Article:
Bladed, Flex5, HAWC2 and FAST are calculation codes for creating aeroelastic models that simulate the behaviour of a wind turbine and show its response in the time domain. The theory underpinning all of these codes is blade element momentum theory. Based on the commercial requirements of some manufacturers, SOLUTE has contributed to the translation of models between different codes. This requires a detailed understanding of the formulation and definition with which each code works. With this information, the results obtained with each code can be compared and used to validate the different approaches being studied.

The definition of load cases to be simulated to cover every operating scenario that may occur during the operating life of a wind turbine is established by the IEC 61400-1 and IEC 61400-3 standards.

Creating an aeroelastic model of a wind turbine involves working with the various components that define the turbine, such as the foundations or substructure, the tower, the nacelle and power train, the rotor and the blades. The parameters considered include: the geometric dimensions of each section of the tower and substructure, as well as its mass distribution; characteristic modules of the materials used; the geometric dimensions of the hub and nacelle; the distribution of masses and rigidities; inertia; aerodynamic coefficients; the geometric definition of the blade and the polars of the aerodynamic profiles.

In addition, certain control adjustments are necessary for the development of new wind turbine configurations. This requires verification of the nominal and maximum permitted operating parameters under which the machine must work. Certain global statistical analyses, along with detailed evaluations of specific time series, enable us to determine whether the operation of the control and the machine are adequate or, otherwise, to insist on certain adjustments to achieve these ends.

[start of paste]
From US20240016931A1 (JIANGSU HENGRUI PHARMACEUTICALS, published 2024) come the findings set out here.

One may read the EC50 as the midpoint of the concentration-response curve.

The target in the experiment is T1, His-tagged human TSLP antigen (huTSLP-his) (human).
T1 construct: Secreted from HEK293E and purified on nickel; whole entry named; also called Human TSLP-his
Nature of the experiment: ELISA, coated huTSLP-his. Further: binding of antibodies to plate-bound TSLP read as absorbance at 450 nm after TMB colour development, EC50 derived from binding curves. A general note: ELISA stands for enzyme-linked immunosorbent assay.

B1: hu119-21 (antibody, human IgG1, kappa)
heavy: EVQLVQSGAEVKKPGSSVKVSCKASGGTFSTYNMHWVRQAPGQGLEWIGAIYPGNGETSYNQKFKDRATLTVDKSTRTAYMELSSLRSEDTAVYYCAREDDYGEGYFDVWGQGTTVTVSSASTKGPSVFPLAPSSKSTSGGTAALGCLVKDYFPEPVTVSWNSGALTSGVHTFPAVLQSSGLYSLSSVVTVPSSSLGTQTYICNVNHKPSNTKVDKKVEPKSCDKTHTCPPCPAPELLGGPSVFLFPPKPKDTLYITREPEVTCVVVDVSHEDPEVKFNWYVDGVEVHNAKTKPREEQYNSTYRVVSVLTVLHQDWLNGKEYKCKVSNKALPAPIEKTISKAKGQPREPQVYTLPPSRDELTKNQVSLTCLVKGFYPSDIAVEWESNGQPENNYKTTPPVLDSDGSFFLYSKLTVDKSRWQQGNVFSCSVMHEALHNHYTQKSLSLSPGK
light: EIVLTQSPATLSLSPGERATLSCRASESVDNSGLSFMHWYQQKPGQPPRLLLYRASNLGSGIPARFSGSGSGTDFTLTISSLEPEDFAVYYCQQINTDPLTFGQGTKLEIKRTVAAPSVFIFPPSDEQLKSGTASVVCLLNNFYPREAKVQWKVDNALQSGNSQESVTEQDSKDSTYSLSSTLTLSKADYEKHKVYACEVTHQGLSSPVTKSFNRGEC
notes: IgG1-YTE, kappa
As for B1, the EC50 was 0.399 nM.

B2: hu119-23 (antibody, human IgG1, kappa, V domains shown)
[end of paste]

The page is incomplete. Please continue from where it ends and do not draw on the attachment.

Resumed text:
Along the same lines, natural frequencies are analysed using Campbell diagrams. The existing margins between natural frequencies and excitation frequencies are verified, considering the results as part of the control adjustment in accordance with the modes analysed and the contribution of decoupled modes.

For commercial, manufacturing or logistics reasons, certain redesigns of specific components may be required without the need for a new design of the entire model. For this reason, complete load studies are conducted using the previous base model and these new redesigned components. The ultimate aim is to compare the previous results with the current ones and verify that any newly designed and original components that could be affected by the change continue to fall within the acceptable parameters. Likewise, sensitivity analyses are very often required in reference to certain parameters of the machine.

One of the main aspects to consider as part of the manufacturer’s commercial relationships with its clients is related to the supplied power curve. This requires a large volume of simulations that cover all possible operating scenarios of the machine.